Bikemaster - 10-1-2011 at 08:03

@ Magpie
Have you ever try galiper slider grease(car brake) for high temperature joint sealer?? They says that the grease can withstand 850 C. I have no idea of the reactivity with sulfuric acid or sulfur trioxide, but i don't this that it is compose of any organic compound.

What happen with the ceramic test tubes??

Magpie - 10-1-2011 at 08:19

Quote: Originally posted by Bikemaster  
@ Magpie
Have you ever try galiper slider grease(car brake) for high temperature joint sealer?? They says that the grease can withstand 850 C. I have no idea of the reactivity with sulfuric acid or sulfur trioxide, but i don't this that it is compose of any organic compound.

What happen with the ceramic test tubes??

Hello Bikemaster. No, I don't know anything about that brake grease. Maybe it's MoS2? I'm going to look locally for some 325mesh graphite today as the graphite I have is only 80 mesh - way too coarse. And you can't grind it in a mortar. Maybe a ball mill would work, but my ball mill is not clean enough.

The ceramic tubes are resting comfortably in a storage closet. They are just waiting for me to resume my phosphorus experiments. ;)

hissingnoise - 10-1-2011 at 08:30

Simply scribbling graphite from a soft (8B) pencil onto joints might suffice.

metalresearcher - 10-1-2011 at 09:54

What about the 'Haldenwanger' porcelain crucibles (with a lid glued with the abovementioned kit or 'stove glue') to use as a retort ? In an electric (Kanthal) furnace of course.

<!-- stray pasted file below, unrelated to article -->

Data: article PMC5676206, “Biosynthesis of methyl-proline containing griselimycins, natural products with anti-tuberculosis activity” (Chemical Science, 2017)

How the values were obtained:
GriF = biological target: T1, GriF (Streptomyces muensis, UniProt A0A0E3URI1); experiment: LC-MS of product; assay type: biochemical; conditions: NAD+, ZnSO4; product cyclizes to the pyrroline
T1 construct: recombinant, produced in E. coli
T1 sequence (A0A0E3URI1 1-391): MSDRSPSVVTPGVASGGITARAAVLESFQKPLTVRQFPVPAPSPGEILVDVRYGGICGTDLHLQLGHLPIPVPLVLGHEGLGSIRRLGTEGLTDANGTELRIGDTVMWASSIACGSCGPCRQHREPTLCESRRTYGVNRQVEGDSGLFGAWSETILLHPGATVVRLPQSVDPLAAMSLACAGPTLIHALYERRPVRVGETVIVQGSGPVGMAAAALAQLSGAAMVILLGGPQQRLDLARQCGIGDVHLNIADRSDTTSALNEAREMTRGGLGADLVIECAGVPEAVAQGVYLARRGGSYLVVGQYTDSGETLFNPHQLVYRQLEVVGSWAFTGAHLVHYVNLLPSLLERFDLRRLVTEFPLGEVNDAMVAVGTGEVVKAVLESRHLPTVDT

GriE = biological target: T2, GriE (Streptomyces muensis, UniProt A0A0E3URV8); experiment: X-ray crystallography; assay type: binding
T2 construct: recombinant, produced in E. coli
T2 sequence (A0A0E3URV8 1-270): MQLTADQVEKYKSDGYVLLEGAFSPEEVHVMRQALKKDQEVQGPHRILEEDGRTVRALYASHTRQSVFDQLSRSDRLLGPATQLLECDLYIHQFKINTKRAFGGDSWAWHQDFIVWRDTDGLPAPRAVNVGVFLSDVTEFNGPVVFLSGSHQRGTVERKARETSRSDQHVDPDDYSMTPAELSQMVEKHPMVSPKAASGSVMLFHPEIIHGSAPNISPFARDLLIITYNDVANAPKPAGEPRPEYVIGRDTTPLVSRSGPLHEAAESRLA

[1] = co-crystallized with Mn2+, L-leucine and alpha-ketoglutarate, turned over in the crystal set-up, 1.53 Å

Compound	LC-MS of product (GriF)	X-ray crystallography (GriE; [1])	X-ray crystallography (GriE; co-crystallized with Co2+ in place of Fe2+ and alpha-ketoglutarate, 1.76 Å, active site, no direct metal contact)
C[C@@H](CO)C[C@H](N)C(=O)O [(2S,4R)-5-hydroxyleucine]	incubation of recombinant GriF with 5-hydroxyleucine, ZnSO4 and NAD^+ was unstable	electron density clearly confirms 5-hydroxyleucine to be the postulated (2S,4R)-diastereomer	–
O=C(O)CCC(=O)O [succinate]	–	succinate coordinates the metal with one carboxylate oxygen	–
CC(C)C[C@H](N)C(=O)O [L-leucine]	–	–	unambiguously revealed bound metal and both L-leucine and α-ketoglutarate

These crucibles withstand 1050oC.

[Edited on 2011-1-10 by metalresearcher]

The WiZard is In - 10-1-2011 at 10:00

Quote: Originally posted by Magpie  
@garage chemist

My plan was to leave the joints unlubricated. I have no ptfe liners. I do just happen to have acquired some graphite powder, however, so will use that as you suggest.

How 'bout "Motor Mica" extremely fine ground mica commonly used
as a dry lubricant. I use it to lube cartridge cases when reloading

Humm Motor Mica seems to have disappeared from the market. Have found this —

Sedit - 10-1-2011 at 18:55

Woelen the fire cement more then likely would prove problematic since most of the same stuff I have is Sodium Silicates which on firing converts to Silica Dioxide meaning you will more then likely have issues with it holding form at first on the initial firing. Making a form may be helpful perhaps coating a tin can and firing then firing it slowly till it converts then touching up cracks and what not until you achive an air tight retort.